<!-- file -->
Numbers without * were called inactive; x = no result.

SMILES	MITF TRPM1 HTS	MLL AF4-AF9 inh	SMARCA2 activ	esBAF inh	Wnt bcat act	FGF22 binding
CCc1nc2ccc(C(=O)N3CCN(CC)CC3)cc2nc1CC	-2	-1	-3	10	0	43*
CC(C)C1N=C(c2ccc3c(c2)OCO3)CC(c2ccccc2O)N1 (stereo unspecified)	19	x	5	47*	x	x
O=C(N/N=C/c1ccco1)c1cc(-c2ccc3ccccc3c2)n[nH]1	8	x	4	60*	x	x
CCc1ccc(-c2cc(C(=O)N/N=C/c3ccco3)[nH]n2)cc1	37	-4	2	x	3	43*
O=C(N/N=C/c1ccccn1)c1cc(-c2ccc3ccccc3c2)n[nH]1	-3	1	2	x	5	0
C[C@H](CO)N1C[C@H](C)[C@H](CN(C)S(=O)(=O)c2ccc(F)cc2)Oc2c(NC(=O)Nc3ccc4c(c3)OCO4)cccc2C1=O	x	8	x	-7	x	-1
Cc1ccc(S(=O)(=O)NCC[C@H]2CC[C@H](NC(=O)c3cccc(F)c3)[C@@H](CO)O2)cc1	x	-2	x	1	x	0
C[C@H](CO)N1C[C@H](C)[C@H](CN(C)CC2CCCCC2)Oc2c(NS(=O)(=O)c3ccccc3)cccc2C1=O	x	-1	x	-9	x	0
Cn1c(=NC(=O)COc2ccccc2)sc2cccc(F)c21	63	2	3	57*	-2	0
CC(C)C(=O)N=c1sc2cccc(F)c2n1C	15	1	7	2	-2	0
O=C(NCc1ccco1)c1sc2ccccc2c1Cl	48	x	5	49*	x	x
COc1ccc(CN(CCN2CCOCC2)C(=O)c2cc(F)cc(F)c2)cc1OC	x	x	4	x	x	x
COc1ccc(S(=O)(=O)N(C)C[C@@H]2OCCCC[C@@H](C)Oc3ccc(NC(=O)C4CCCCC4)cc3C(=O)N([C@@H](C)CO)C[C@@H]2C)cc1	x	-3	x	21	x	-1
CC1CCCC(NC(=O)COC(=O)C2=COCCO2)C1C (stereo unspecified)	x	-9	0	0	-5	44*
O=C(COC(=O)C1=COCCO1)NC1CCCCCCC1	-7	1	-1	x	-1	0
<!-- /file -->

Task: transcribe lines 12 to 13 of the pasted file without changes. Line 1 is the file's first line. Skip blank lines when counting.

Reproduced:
CC(C)C(=O)N=c1sc2cccc(F)c2n1C	15	1	7	2	-2	0
O=C(NCc1ccco1)c1sc2ccccc2c1Cl	48	x	5	49*	x	x